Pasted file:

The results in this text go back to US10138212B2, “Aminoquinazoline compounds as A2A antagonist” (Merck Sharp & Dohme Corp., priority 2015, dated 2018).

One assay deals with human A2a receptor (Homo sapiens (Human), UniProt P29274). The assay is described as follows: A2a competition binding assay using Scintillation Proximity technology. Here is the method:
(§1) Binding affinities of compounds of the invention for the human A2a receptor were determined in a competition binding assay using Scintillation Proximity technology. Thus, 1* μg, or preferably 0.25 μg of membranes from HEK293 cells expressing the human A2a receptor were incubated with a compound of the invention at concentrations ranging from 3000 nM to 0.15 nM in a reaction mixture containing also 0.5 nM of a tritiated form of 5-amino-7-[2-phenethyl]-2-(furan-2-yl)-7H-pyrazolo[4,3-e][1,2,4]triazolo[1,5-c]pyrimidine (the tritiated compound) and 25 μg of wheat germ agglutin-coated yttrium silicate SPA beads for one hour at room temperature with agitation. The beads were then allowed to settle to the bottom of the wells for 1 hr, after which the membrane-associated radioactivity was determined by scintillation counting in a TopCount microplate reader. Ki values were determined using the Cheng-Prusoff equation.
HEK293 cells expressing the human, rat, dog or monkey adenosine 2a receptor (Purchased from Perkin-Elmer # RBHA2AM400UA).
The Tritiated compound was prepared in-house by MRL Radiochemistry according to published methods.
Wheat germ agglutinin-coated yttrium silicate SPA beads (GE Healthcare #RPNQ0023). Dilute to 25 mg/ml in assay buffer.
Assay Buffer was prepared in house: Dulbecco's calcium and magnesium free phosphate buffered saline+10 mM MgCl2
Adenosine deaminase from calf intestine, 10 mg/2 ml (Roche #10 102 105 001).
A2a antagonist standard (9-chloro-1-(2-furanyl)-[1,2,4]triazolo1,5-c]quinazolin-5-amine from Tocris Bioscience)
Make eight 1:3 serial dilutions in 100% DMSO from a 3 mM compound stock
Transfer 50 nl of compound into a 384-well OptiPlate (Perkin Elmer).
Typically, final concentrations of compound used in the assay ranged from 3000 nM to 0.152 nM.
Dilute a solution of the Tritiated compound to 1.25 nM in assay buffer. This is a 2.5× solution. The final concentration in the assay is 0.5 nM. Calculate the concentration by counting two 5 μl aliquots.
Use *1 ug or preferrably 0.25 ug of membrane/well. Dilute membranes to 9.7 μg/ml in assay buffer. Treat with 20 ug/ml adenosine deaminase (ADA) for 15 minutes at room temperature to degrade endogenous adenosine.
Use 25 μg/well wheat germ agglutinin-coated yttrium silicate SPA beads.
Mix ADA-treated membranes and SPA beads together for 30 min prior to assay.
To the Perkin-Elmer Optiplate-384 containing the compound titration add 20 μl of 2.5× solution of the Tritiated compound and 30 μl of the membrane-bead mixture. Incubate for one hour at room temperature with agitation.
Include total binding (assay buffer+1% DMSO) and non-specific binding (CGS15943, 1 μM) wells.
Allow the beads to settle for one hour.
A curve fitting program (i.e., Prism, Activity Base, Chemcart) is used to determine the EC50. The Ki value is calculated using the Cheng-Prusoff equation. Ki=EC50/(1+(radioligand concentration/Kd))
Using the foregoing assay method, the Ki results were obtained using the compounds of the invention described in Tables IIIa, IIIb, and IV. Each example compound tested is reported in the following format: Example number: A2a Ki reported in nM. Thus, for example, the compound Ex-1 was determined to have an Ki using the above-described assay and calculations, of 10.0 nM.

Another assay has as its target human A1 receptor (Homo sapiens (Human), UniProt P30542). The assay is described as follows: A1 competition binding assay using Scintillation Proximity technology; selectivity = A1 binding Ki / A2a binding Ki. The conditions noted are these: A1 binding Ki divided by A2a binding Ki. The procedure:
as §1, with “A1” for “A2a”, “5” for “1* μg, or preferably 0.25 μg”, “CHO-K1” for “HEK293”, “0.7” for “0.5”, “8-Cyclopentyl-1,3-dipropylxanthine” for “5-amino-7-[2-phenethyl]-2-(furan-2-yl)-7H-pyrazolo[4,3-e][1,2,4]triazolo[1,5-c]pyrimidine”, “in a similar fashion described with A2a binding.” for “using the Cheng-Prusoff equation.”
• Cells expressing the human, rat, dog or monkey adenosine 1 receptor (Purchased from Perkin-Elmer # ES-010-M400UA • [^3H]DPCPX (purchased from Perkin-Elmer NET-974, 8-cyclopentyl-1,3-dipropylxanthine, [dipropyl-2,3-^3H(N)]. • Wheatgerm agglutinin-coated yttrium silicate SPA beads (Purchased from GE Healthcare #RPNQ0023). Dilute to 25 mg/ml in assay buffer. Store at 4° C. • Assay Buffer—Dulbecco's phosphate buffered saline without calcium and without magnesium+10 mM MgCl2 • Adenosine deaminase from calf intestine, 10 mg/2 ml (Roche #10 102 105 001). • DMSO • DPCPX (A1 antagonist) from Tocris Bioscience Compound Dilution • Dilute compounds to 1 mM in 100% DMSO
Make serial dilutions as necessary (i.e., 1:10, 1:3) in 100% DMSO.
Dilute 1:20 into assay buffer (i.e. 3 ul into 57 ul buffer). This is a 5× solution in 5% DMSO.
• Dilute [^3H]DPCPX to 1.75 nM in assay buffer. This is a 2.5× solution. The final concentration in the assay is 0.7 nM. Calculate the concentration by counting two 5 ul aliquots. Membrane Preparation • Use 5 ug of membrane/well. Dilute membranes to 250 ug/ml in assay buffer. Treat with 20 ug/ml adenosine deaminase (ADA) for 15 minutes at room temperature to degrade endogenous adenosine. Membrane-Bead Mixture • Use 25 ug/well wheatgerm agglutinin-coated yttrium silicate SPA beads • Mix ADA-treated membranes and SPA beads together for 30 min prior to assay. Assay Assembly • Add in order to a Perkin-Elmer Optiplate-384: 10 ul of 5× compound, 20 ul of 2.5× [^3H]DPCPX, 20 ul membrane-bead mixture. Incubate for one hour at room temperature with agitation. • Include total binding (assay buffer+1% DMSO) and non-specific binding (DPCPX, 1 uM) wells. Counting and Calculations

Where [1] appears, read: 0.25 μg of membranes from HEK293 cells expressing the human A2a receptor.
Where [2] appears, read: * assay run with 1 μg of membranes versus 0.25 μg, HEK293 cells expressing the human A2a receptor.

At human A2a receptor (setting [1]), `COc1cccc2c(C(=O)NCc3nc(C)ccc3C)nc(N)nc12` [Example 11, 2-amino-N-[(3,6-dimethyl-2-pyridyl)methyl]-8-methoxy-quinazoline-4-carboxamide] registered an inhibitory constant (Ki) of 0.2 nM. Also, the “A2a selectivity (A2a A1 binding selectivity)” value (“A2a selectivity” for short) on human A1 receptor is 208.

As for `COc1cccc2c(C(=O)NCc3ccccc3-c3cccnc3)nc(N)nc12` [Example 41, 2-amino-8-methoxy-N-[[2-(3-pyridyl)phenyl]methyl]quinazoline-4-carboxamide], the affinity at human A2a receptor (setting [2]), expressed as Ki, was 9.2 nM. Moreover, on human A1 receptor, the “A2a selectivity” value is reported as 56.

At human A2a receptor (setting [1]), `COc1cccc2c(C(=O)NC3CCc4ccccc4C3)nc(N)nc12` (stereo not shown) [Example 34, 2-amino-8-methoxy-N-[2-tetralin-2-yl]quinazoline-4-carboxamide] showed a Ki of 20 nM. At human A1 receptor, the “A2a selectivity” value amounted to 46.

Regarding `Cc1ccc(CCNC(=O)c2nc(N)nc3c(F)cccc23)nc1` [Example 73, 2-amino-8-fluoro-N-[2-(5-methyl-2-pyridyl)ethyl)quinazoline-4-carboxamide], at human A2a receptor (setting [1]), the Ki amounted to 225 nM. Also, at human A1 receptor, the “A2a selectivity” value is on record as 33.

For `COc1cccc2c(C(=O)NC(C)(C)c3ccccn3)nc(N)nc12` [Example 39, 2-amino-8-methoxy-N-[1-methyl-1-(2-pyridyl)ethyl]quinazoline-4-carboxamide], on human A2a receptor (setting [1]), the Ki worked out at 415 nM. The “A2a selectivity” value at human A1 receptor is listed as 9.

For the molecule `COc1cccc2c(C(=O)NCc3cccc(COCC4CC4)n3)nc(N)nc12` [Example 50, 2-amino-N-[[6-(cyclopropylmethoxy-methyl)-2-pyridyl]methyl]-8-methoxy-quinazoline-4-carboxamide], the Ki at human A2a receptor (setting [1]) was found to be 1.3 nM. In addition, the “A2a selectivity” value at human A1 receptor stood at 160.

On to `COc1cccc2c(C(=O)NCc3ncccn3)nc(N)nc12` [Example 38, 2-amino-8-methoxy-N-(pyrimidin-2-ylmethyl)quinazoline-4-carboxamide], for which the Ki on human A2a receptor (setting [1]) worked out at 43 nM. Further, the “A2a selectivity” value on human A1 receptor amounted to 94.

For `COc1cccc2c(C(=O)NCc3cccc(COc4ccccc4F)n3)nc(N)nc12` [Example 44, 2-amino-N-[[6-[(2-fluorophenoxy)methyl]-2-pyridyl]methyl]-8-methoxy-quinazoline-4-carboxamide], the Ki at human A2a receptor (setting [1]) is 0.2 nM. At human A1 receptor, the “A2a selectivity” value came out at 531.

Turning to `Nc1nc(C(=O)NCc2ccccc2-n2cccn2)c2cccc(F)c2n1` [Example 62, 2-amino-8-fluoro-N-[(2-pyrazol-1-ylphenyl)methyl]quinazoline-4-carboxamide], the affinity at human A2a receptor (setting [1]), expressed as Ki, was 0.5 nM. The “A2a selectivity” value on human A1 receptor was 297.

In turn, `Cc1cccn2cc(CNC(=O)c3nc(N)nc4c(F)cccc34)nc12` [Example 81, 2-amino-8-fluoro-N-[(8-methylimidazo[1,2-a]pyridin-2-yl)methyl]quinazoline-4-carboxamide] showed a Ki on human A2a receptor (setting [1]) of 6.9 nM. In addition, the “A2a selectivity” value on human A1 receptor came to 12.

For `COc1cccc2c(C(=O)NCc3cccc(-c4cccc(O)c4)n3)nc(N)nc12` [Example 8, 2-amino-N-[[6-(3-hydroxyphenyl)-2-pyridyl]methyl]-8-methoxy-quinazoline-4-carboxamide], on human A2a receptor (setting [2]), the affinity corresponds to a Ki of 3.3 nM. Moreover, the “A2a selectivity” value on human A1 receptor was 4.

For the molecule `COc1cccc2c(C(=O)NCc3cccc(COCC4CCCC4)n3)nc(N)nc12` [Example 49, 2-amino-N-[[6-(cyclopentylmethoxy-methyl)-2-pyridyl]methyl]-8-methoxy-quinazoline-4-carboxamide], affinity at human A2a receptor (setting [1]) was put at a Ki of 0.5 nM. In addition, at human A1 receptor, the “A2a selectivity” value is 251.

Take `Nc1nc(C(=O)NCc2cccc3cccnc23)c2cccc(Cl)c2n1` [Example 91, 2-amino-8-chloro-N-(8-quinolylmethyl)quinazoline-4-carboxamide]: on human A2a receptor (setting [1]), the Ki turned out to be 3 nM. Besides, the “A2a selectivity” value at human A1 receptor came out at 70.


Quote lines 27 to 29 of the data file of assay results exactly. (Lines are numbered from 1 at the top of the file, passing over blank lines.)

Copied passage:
• Dilute [^3H]DPCPX to 1.75 nM in assay buffer. This is a 2.5× solution. The final concentration in the assay is 0.7 nM. Calculate the concentration by counting two 5 ul aliquots. Membrane Preparation • Use 5 ug of membrane/well. Dilute membranes to 250 ug/ml in assay buffer. Treat with 20 ug/ml adenosine deaminase (ADA) for 15 minutes at room temperature to degrade endogenous adenosine. Membrane-Bead Mixture • Use 25 ug/well wheatgerm agglutinin-coated yttrium silicate SPA beads • Mix ADA-treated membranes and SPA beads together for 30 min prior to assay. Assay Assembly • Add in order to a Perkin-Elmer Optiplate-384: 10 ul of 5× compound, 20 ul of 2.5× [^3H]DPCPX, 20 ul membrane-bead mixture. Incubate for one hour at room temperature with agitation. • Include total binding (assay buffer+1% DMSO) and non-specific binding (DPCPX, 1 uM) wells. Counting and Calculations

Where [1] appears, read: 0.25 μg of membranes from HEK293 cells expressing the human A2a receptor.
Where [2] appears, read: * assay run with 1 μg of membranes versus 0.25 μg, HEK293 cells expressing the human A2a receptor.